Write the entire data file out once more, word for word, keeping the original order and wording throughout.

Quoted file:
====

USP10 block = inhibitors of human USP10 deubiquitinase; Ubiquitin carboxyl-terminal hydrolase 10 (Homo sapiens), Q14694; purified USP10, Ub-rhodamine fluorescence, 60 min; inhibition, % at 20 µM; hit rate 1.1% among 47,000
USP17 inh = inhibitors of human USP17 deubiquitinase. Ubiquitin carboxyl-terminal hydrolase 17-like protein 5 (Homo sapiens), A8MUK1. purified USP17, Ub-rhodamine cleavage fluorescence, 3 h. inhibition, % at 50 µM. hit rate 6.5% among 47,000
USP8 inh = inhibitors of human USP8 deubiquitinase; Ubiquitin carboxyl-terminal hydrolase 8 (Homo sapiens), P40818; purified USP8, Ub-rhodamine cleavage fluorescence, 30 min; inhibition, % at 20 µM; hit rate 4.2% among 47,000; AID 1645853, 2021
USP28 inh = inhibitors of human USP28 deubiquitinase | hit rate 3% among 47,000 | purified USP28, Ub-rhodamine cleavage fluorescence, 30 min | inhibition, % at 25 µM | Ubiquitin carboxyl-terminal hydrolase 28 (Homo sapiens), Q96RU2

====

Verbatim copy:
USP10 block = inhibitors of human USP10 deubiquitinase; Ubiquitin carboxyl-terminal hydrolase 10 (Homo sapiens), Q14694; purified USP10, Ub-rhodamine fluorescence, 60 min; inhibition, % at 20 µM; hit rate 1.1% among 47,000
USP17 inh = inhibitors of human USP17 deubiquitinase. Ubiquitin carboxyl-terminal hydrolase 17-like protein 5 (Homo sapiens), A8MUK1. purified USP17, Ub-rhodamine cleavage fluorescence, 3 h. inhibition, % at 50 µM. hit rate 6.5% among 47,000
USP8 inh = inhibitors of human USP8 deubiquitinase; Ubiquitin carboxyl-terminal hydrolase 8 (Homo sapiens), P40818; purified USP8, Ub-rhodamine cleavage fluorescence, 30 min; inhibition, % at 20 µM; hit rate 4.2% among 47,000; AID 1645853, 2021
USP28 inh = inhibitors of human USP28 deubiquitinase | hit rate 3% among 47,000 | purified USP28, Ub-rhodamine cleavage fluorescence, 30 min | inhibition, % at 25 µM | Ubiquitin carboxyl-terminal hydrolase 28 (Homo sapiens), Q96RU2